Powell Faces Tricky Task of Explaining Rate Pause in Congress

Federal Reserve Chair Jerome Powell will have an opportunity this week to clarify what many found a confusing message on the path of interest rates, with the added task of assuring Democrats and Republicans the economy is on track.

(Bloomberg) — Federal Reserve Chair Jerome Powell will have an opportunity this week to clarify what many found a confusing message on the path of interest rates, with the added task of assuring Democrats and Republicans the economy is on track.

The Fed chief will face questions from lawmakers on Wednesday and Thursday, his first testimony on Capitol Hill since early March, before banking-sector turmoil prompted sharp criticism of the Fed and forced officials to rethink their policy strategy. Since then, the most acute financial strains have eased, but questions remain about the extent to which tighter credit will weigh on the economy, and what that means for the Fed.

Powell will need to reassure Republicans the Fed is not backing down from its campaign to contain price pressures, while pointing Democrats to the resilience of the economy as officials prepare to raise rates further this year.

“The Democrats are nervous because they would rather declare victory and move on,” said Stephen Myrow, a managing partner at Beacon Policy Advisors and a former George W. Bush Treasury official. “I think they’re going to try to caution this time against further increases. But Republicans are just going to hammer away and act like inflation hasn’t come down.”

Powell will be fresh off the Fed’s June 13-14 meeting, where he and his colleagues left rates unchanged for the first time in 15 months but signaled they may deliver two more hikes this year. Fed watchers and investors struggled to digest the message from Powell’s post-meeting press conference, and lawmakers last week said they planned to press him for an explanation.

“Right now there’s a lot of confusion about the next step,” Thom Tillis, a Republican senator from North Carolina, said Thursday.

Pause Praise

The Fed has raised rates five percentage points since March 2022, one of the fastest tightening campaigns in its history. That gives officials room now to take a breather and monitor incoming data as they consider their next move, Powell said last week.

The Fed’s quick action over the past year — a catch-up strategy after policymakers failed to realize how persistent inflation would be — has drawn criticism from progressive Democrats fearful that higher rates would cause a surge in unemployment. The jobless rate recently inched up from its 50-year low, but employers continue to hire workers at a rapid clip.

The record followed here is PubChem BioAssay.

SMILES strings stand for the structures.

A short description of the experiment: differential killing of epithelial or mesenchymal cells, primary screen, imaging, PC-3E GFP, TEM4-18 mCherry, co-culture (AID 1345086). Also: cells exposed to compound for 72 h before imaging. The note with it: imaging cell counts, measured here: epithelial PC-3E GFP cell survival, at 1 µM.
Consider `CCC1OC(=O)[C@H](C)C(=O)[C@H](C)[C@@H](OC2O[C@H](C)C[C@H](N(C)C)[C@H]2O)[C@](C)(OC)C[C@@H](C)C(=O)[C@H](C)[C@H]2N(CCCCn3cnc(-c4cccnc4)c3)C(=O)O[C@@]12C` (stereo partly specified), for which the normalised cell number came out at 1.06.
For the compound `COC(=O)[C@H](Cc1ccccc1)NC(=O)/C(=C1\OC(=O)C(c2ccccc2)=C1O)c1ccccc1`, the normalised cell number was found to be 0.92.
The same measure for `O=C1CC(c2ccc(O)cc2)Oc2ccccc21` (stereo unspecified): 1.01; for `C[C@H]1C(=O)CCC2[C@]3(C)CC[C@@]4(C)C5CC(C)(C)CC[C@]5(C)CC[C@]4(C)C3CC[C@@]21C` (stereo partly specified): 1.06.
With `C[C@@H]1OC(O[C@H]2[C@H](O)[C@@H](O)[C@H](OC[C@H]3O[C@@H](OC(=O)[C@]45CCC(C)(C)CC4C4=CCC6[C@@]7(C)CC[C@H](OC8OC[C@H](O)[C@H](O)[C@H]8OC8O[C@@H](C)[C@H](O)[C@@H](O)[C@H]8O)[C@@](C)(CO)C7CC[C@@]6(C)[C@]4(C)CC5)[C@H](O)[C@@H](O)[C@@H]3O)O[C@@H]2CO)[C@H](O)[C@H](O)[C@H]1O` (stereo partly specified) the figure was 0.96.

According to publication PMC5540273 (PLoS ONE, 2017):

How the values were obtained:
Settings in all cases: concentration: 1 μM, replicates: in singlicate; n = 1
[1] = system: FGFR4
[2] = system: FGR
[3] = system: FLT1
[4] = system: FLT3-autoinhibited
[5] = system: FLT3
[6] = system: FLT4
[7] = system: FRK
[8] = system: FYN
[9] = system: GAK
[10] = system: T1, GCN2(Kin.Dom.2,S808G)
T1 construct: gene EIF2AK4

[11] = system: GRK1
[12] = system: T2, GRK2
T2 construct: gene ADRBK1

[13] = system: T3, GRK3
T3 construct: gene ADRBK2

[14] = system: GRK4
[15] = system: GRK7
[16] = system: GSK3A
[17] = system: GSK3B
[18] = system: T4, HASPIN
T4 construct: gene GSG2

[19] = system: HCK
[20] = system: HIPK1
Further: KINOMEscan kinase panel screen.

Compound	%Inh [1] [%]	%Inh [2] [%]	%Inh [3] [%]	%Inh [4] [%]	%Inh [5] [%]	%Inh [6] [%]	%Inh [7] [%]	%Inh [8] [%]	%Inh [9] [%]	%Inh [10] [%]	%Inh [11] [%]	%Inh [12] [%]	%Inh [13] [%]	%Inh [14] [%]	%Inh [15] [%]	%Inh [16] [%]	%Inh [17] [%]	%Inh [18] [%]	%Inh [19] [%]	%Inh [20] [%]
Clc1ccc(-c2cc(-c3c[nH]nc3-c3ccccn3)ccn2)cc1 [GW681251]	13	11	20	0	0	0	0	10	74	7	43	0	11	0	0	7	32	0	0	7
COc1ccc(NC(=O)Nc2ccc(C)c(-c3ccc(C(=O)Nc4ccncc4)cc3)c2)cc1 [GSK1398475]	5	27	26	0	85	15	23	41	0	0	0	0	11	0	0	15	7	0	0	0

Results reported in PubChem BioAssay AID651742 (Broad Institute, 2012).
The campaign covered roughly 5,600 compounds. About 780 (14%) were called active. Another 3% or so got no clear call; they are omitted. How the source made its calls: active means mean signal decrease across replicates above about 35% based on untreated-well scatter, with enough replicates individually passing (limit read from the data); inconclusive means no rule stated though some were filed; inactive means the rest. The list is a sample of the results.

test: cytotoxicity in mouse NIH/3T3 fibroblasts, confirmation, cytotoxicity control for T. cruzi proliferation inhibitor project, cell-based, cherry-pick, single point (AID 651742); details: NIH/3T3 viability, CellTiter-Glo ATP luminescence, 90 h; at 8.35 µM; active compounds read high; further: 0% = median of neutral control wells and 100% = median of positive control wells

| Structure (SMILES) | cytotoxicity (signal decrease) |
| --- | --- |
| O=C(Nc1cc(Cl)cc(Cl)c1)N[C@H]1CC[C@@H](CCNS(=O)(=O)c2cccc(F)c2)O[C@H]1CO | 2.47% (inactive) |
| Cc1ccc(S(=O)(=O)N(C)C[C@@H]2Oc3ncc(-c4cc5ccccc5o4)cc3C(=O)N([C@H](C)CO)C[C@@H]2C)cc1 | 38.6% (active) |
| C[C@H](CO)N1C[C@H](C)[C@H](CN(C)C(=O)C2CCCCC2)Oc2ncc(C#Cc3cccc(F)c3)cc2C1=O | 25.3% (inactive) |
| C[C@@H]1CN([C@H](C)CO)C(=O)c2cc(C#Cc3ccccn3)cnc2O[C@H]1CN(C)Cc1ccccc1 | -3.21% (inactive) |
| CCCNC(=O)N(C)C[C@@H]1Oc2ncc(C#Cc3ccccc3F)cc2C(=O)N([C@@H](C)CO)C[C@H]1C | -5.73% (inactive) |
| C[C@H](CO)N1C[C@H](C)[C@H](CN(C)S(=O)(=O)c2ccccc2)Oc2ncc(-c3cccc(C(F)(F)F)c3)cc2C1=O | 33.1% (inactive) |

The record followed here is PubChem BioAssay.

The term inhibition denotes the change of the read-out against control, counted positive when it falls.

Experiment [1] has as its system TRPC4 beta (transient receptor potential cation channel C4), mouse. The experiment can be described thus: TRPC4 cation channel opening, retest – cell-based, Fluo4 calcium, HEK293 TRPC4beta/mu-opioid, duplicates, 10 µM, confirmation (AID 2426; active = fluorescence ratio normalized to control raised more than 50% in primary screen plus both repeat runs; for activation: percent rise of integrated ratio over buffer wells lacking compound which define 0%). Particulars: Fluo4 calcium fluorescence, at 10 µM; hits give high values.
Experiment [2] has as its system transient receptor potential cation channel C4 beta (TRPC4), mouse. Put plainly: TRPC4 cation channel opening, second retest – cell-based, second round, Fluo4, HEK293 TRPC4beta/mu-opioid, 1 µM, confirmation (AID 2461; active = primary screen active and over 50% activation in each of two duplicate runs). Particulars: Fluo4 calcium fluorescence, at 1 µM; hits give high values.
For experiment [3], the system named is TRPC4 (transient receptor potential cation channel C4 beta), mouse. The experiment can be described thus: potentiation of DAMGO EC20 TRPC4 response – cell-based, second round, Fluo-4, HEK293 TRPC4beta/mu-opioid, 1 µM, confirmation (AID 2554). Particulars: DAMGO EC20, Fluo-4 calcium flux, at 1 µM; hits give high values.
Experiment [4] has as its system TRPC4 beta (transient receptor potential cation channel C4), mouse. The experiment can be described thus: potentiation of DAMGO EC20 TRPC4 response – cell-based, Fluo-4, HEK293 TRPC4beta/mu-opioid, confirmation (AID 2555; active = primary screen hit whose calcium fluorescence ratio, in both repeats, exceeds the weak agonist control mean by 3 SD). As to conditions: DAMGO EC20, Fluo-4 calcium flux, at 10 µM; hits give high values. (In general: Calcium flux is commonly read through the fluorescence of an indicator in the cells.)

Senator Elizabeth Warren, a Democrat from Massachusetts who has railed against Fed policy under Powell’s watch, expressed optimism about this month’s pause.

“Six months ago, Chairman Powell set a goal of putting 1% of the workforce out of work,” she said in an interview Thursday. “He hasn’t met that goal, and I hope he will tell us in June that other efforts have been successful in putting inflation on a downward slope, and he will stop focusing on rate increases designed to push up unemployment.”

Stability Concerns

Despite continued worries about inflation, which peaked at more than 9% last year, Republicans said they were concerned about how additional hikes could further unsettle the financial sector in the wake of several bank failures this year.

“We’ve had the most rapid rate increase in 40 years, and that’s put a great deal of stress on the banking system,” said Senator Bill Hagerty, a Tennessee Republican. “I want to see his perspective on how deep that runs and how that’s factoring into his thoughts on further rate increases.”

The Fed in March took aggressive steps to stem contagion and pump emergency liquidity into the banking system, after several institutions failed in part due to the strain from higher interest rates. But officials have tried to stick to their longstanding policy of keeping financial stability measures separate from their efforts to rein in price pressures.

Read More: Fed Rate Path Hinges on Trade-Off Between Stable Banks or Prices

While Fed officials strive to be independent from the political process, they’re also well aware of the bipartisan concerns that the central bank has already done a lot, said Michigan Congressman Bill Huizenga.

“They would have a lot of unhappy people on both sides if they kept raising interest rates,” he said.

Regulatory Scrutiny

This week’s testimony — Powell goes before the House Financial Services committee Wednesday and the Senate Banking panel Thursday — will be lawmakers’ first opportunity to publicly ask the Fed chief about plans for regulatory changes following the bank collapses this spring.

Democrats are likely to push Powell for more stringent rules, including rolling back the asset cap increases of 2018 that many blame in part for Silicon Valley Bank’s troubles. Republicans have argued against increased burdens on banks that Fed Vice Chair Michael Barr has said the Fed is exploring, and question instead the regulator’s own supervisory shortcomings in the lead up to the failures.

Read More: Fed Seeks Stronger Bank Rules While Detailing Oversight Lapses

“I think what Vice Chair Barr is doing is using a crisis to effectuate his earlier political plan and I think that is of grave concern,” said House Financial Services Chairman Patrick McHenry of North Carolina. “I don’t think it’s of interest to market stability nor in the interest of economic growth.”

Republicans will also press Powell about the potential for a retail-level central bank digital currency, McHenry said. That’s a particular concern to the crypto space.

–With assistance from Erik Wasson.

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